By Emily F. Keller
The first Cascadia Urban Analytics Cooperative (CUAC) Summit took place at the University of British Columbia (UBC) July 13th and 14th, 2017. The first day of the summit consisted of mid-term presentations by Data Science for Social Good summer project teams from the University of Washington (UW) eScience Institute and the UBC Data Science Institute, as detailed in the blog post: CUAC Summit Day 1 - Data Science for Social Good Presentations.
The second day of the CUAC Summit consisted of lightning talks by faculty members and local agencies, followed by brainstorming sessions for projects to pursue in the coming year.
== Lightning Talks ==
Bill Howe, Director of UW Urbanalytics, explained the criteria for longer term CUAC research projects: topics of regional importance in which UW and UBC researchers can lead nationally; unexpected use of data and technology; and draws on the defining features of CUAC: two cities with shared political and geographic characteristics spanning an international border. Projects should be primary work for the lead researcher and have at least a six-month plan including data acquisition and an assessment of potential risks, incentives and unintended consequences. Jonathan Fink, Visiting Professor of Urban Analytics at UBC, discussed interest in finding collaborators to add Portland, Oregon to CUAC research in the Cascadia region.
Two speakers addressed regional transportation issues. Teresa O’Reilly, Manager of System Analytics at TransLink, discussed the transit agency’s analytics work covering a service area of 695 square miles; including smart card data launched in 2015 to track transit use and fare payments. Mark Hallenbeck, Director of the Washington State Transportation Center, discussed the UW Transportation Data Collaborative, a repository that will link public and private transportation data for use to improve route planning and coordination of services.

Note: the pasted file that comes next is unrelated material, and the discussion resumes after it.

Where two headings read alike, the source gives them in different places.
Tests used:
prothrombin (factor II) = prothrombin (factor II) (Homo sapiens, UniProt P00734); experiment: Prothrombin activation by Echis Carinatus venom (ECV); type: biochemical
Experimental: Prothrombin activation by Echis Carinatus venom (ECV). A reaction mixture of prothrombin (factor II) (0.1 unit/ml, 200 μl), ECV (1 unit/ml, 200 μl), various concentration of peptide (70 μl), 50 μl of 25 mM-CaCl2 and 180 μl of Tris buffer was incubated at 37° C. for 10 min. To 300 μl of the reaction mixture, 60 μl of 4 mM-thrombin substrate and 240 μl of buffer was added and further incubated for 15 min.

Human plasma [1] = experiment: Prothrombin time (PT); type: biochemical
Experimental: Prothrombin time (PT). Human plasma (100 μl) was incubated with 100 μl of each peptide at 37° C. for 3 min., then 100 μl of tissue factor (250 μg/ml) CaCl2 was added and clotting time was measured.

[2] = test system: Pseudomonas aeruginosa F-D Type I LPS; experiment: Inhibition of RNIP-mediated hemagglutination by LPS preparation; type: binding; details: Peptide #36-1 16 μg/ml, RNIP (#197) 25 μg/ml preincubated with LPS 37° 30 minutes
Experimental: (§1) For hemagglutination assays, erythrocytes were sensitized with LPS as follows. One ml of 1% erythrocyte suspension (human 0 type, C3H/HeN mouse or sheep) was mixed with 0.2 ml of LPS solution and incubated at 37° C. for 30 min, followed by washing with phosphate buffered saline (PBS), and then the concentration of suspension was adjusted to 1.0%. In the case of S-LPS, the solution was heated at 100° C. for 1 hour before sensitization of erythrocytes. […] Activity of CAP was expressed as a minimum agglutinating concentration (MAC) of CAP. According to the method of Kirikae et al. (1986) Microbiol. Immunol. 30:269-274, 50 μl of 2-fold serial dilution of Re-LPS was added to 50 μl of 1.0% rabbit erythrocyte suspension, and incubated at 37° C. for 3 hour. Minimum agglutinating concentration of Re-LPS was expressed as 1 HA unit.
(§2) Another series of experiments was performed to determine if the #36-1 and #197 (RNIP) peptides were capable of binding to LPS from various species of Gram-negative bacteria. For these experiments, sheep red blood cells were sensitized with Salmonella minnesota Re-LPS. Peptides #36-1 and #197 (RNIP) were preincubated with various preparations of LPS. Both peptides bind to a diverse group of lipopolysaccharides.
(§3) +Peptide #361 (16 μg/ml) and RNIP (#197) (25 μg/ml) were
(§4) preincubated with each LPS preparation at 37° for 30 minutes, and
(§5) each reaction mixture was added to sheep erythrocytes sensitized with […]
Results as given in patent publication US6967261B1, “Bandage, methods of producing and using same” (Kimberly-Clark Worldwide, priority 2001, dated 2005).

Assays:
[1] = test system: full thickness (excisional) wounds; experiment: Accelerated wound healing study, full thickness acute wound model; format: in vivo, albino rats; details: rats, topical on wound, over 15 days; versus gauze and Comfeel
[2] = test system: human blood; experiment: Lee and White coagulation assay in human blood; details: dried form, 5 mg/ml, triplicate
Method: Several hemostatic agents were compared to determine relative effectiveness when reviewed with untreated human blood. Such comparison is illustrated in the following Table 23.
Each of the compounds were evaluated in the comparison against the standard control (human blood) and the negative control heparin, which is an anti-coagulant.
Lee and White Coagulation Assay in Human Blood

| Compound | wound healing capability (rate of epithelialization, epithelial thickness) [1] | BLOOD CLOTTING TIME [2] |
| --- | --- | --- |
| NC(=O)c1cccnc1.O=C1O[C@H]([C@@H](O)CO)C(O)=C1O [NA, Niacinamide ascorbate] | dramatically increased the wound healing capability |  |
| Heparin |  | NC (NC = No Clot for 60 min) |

Professor Michael Brauer of the UBC School of Population and Public Health (SPPH) presented his research on designing healthy cities, such as route planning to reduce exposure to pollution, links between pregnancy outcomes and diseases like asthma and cardiovascular disease, the potential delivery of health care via autonomic vehicles or drones, and the use of universal health coverage billing data to draw inferences on health and disease.
Kim McGrail, Associate Professor in SPPH and Scientific Director of Population Data BC, talked about ethics, responsible data use and the value of producing reusable research results. “As we build these data sets, the ability to use them over and over is a key feature of what we should be doing,” she said.
Going beyond the Cascadia region, Gundula Proksch, Associate Professor in the UW Department of Architecture, discussed her urban planning research in Sydney and Melbourne, Australia, and her work as a project lead on the Equitable Futures project.
== Research Projects and Ideas ==
Breakout groups mixing faculty, local agencies, fellows and researchers yielded the following concepts for long-term projects:
Tracking Climate Change Targets: Visualization Platform: Create a visualization tool that tracks Seattle and Vancouver’s progress in meeting the goals and targets of their climate action plans and carbon reduction commitments as members of the Carbon Neutral Cities Alliance. Partner with City agencies, climate-focused academic groups, urban planners and geographers. Track demographic differences to show social equity impacts, use cross-walking and map outcomes. Data sources can include buildings and UW/UBC campuses, City metrics (or method-based estimations), municipal water and electricity data from utilities, smart meter data.
Comparative Legal Review: Access to Data, Governance: To shed light on the processes around gaining access to data, conduct a legal review. Explore legal differences in Seattle and Vancouver related to privacy, civic jurisdiction, public or private ownership, potential for data repositories to improve access to data, interest in linking data across topics about subjects, given data access controls.
Impacts of Transit Corridor Development on Equity, Housing, Gentrification and Future Growth: Examine connections between transit, public health, population and housing trends through transit health analytics, environmental health imaging over time, and the use of predictive methods and modeling to demonstrate immediate opportunities for health benefits. Gather data through air quality and pedestrian sensors, traffic data, emissions per transit type, public engagement, and volunteers using sensors or breathing tests. Partner with City public health departments, local transit agencies, experts in visual storytelling, and researchers in urban design and planning, transit and public health.